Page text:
Cheryl Humphreys | Embossing & Debossing
Thoughtfully curated and cozy, Cheryl Humphreys' studio is decorated with colors and shapes, stencils and mock ups. It bursts with artistic inspiration and energy, and is quietly tucked away in the back of her West Hollywood home. Her flat file is carefully organized, where she stores, like treasure, her illustrious icons ranging from cacti to vibrators, mushrooms to hand-cuffs. While simple in composition, each piece has a kick - there’s no lack of personality in Cheryl Humphreys’ work (or her for that matter).
She’s to the point, she’s decisive, and she’s undeniably meticulous.
Humphreys is a designer. A hard worker by nature, she is constantly figuring how to communicate a concept and tell a story through her pieces. This has been evident in her past works, especially her iconography series where a single motif communicates so much, but when paired with another, you cannot help but construct a story between the two. Her attention to detail and simple, affective motifs make these embossed works such a treasure to experience. Each is so personal yet universal simultaneously.
Using the technique of embossment, Cheryl creates impressions in raised paper, which presses a design into paper from beneath. This technique challenges the idea of two-dimensionality, adding a depth to the paper, and encourages a more intimate experience with the imagery of each piece. Sharing these contemporary and seemingly “edgy” icons through such an ancient form of mark-making beautifully marries these contrasting elements.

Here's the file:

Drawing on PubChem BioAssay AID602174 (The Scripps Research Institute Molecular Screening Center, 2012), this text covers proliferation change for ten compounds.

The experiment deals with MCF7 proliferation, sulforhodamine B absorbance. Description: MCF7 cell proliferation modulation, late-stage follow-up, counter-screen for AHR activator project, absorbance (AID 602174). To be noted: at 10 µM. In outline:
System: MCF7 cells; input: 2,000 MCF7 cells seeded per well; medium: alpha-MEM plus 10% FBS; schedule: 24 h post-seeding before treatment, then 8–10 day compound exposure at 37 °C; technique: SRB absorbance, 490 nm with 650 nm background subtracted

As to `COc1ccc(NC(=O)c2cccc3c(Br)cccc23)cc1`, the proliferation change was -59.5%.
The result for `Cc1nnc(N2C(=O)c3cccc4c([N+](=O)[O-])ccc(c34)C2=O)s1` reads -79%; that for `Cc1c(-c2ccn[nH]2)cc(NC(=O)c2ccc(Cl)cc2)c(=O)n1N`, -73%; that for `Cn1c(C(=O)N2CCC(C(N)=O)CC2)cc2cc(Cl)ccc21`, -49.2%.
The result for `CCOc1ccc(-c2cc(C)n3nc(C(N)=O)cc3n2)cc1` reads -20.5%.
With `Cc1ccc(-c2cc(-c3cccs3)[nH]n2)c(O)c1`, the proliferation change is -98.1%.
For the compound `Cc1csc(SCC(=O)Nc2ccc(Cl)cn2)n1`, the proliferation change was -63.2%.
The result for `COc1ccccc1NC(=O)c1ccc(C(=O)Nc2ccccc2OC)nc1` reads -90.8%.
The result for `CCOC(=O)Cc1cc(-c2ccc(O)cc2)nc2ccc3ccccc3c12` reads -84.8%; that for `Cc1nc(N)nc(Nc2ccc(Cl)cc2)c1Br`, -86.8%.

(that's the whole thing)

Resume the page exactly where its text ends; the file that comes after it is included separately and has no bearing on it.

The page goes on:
Counter Parts is the beginning of a new series of studies exploring compositions using the “counter parts" [cutouts] from stencils Humphreys has made over the years. Using shapes from varying degrees of her past work, elements of these motifs are now free from the layouts they were initially placed in, re-contextualized and abstracted, seeking to explore a secondary narrative that innately exists within her work. Interestingly, these pieces are created by debossing the paper, meaning the imprinted design causes depressions into the paper, rather than from beneath it.
Humphreys is noticeably departing from the visual language of common-place iconography she shared with us previously. Appropriating elements from her older series, these works are abstracted, incorporating sinuous lines and imbuing the works with more sophisticated earth tones rather than poppy, vibrant hues. This new series is bold and brings an even higher level of sophistication to her oeuvre.